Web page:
The Only Thing We Have to Fear . . . is Amnesia

0
Posted February 12, 2009 in Arts & Culture

Our country is freaking out. People are losing their homes, their jobs, and their hopes for the future. Some people think our new president won’t be able to help—either because they’re swallowing the “socialism” mickey they’re being force fed by the opposition (opposition to . . . ?) or because they realize our problems are so huge, no one, no matter how smart or ethical, can probably do much to reverse things for a long while. People like me fear that times might get so rough, and the petty partisanship that was supposed to stop so we could all “come together” might get so acidic, that President Obama will just up and quit if he’s ridden too hard. I’d quit. I don’t have the stamina to handle idiots, monopolizers, and lazy, greedy bastards—with anything other than a violent choking.

 

One consolation is the Great Depression. Yes, a consolation. I’d never thought of that downturn in our history in an affectionate way—never really thought of it at all except with stupid nostalgia for the music, the men in fedoras, and the bluestockings. And that’s why though I intended to review the Pomona Art Museum’s new show, suddenly: where we live now, I was instead immediately drawn to art history professor and curator Frances Pohl’s Art and Activism in the Twentieth Century show on the ramp. And I never went back.

 

This exhibit speaks to us now, in particular, and in a national way. And while it begins with poster art that was popular in the 1930’s (when, um, socialist democrats like FDR managed to keep us from falling completely apart), the breadth of the works touch on every activist milestone, no matter how briefly—from the plight of the American Indian to the nation’s very first Earth Day back in 1970. It’s history that bears remembering—especially today. To help place it all in context, Pohl has attached extensive histories to the works regarding the climate in which they were created, the artist’s intention, and the resulting change in our landscape, if any. Viewing them might make you realize what you don’t know about your country (even though you thought you knew everything), and it will certainly strike you that much of this work could be culled from today’s political, economic and social headlines—just change out the names.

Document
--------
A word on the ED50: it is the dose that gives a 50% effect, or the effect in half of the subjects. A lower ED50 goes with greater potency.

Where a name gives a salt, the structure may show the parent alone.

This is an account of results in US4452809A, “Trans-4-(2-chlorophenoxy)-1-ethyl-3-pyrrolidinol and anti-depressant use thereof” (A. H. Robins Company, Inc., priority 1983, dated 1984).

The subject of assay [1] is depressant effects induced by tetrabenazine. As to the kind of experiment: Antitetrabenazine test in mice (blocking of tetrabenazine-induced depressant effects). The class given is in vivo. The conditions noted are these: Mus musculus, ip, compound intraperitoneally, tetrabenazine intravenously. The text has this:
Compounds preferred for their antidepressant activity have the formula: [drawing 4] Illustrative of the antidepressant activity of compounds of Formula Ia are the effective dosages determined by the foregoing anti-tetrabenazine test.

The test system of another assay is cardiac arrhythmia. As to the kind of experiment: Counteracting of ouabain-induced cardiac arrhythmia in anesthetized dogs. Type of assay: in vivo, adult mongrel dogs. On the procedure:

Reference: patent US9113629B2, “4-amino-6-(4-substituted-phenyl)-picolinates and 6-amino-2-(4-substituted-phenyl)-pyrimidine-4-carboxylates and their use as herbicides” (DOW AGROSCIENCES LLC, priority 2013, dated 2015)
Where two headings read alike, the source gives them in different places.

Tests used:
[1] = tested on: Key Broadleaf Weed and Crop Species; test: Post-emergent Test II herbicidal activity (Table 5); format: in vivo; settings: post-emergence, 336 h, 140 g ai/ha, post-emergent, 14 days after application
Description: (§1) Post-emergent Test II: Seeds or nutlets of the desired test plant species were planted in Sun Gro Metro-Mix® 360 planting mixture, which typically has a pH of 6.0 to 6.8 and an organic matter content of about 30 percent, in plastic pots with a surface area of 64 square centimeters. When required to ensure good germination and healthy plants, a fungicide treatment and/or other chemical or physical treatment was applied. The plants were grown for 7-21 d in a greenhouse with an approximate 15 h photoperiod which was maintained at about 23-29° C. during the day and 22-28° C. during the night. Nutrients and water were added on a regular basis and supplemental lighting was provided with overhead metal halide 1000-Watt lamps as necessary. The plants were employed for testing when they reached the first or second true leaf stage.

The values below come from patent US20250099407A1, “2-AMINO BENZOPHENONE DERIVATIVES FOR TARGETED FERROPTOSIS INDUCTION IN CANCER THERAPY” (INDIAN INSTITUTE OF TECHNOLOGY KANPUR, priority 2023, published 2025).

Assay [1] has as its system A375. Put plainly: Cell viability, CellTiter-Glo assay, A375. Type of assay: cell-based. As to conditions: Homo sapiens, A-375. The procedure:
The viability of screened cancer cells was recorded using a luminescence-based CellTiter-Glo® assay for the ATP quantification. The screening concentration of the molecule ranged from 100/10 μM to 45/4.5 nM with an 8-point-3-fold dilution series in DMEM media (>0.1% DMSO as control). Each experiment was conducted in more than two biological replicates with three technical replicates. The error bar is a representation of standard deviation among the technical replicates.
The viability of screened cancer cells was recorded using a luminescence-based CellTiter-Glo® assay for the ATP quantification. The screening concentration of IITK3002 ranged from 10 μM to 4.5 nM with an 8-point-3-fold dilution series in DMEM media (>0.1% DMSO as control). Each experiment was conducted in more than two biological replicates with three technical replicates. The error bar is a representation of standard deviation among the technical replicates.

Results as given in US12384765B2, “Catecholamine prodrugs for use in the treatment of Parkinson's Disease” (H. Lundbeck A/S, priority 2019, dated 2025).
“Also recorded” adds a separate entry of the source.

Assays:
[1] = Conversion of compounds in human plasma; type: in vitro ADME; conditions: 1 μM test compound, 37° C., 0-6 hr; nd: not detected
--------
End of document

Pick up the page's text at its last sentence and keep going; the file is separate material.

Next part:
If you’re angry that you’re losing your job—or at least that everyone else is, Rockwell Kent’s woodcut Workers of the World, Unite!—a slogan used by the Left Wing Industrial Workers of the World founded in 1905—might ignite a small flame for justice within you; the burly proletariat swinging his shovel against bayonets and their destructive fire that threatens his factory and farm can hardly be argued against. 

 

In the same light, Ben Shahn’s For All These Rights We’ve Just Begun to Fight (1946)—a blue and red poster of a man swathed in banners of text—continues the struggle of the American worker, who, with the aid of those positively evil unions, marches for “the right to earn enough to provide adequate food, clothing and a decent home” for his family. Goddamned Communist! Also included are Shahn’s drawings of the three civil rights’ workers who were murdered in Mississippi in 1964, and his 1965 anti-war Gandhi poster that includes text from Mark Twain’s Mysterious Stranger—his unfinished novel of  scathing social commentary on the “damned human race.”